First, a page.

Congress last week passed legislation that extends by three years the prohibition of states and localities from imposing "discriminatory" taxes on electronic commerce, and the ban on Internet access taxes.
The House of Representatives on Friday approved the extension of the tax moratorium, which covers the four-year period retroactive from November 2003 through October 2007. On Wednesday the Senate had approved a version of the same bill, and President Bush is expected to sign it into law when it reaches his desk.
"Enacting this legislation is a big win for the majority of American Internet users," said House Judiciary Committee Chairman F. James Sensenbrenner, Jr. (R-Wis.), in a statement. "Without any action by this Congress, Internet commerce would be subject to state and local taxes in thousands of jurisdictions. The digital economy and its participants are more vulnerable if we do not act -- even if this legislation is far inferior to the bipartisan legislation the House passed last year that permanently banned Internet access taxes."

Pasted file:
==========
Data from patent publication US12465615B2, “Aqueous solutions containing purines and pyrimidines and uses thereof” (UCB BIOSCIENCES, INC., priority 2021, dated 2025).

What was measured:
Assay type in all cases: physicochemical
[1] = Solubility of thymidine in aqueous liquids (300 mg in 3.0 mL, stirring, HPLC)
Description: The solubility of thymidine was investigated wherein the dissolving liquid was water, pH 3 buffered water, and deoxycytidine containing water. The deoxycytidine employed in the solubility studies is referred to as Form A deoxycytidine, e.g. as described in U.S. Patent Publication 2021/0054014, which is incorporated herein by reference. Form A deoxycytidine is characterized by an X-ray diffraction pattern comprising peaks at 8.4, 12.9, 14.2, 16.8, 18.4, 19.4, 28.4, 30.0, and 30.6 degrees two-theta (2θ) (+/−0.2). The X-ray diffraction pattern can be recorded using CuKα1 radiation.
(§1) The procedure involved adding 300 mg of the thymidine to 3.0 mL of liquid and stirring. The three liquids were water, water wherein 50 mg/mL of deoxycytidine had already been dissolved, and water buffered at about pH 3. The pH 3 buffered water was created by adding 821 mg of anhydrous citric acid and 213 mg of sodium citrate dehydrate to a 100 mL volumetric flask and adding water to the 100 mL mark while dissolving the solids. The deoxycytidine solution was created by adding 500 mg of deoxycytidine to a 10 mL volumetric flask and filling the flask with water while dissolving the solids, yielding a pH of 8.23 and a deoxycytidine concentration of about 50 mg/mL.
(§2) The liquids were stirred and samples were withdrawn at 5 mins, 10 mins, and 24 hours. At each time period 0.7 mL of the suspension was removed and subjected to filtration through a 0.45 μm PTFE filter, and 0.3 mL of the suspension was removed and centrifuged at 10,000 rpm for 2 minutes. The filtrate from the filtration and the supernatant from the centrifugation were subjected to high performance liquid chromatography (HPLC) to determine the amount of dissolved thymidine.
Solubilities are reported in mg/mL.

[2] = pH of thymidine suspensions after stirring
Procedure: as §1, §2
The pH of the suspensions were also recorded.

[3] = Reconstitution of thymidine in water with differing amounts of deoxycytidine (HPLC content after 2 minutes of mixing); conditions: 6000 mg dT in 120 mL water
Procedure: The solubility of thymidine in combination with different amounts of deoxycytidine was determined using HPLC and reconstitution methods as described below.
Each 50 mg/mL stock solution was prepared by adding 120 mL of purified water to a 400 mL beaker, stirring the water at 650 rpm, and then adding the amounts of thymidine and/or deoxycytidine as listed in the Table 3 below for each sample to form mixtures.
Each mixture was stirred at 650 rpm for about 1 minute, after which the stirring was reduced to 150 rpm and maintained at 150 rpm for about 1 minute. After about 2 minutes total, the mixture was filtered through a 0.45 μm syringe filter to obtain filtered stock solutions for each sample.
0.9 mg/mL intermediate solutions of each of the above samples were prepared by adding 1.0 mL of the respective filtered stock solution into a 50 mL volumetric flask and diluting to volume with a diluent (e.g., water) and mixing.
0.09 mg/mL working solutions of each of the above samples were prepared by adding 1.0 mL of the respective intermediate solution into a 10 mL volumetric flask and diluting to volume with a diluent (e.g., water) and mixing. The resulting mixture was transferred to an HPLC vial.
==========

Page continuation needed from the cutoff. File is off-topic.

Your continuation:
In September 2003 the House voted to pass an earlier version of the Internet Tax Nondiscrimination Act that would have permanently banned such taxes. But the Senate balked at the same bill, allowing the existing moratorium to expire last year. The main sticking point was a provision preventing the collection of taxes on VOIP (Voice over Internet Protocol) and other telephone services, which some saw as an unacceptable loophole that would have allowed telecommunications companies to skirt taxes by shifting more telephone technology online.
The new legislation covers taxes pertaining to Internet access and bandwidth. It does not exempt online retailers from collecting and remitting state sales taxes.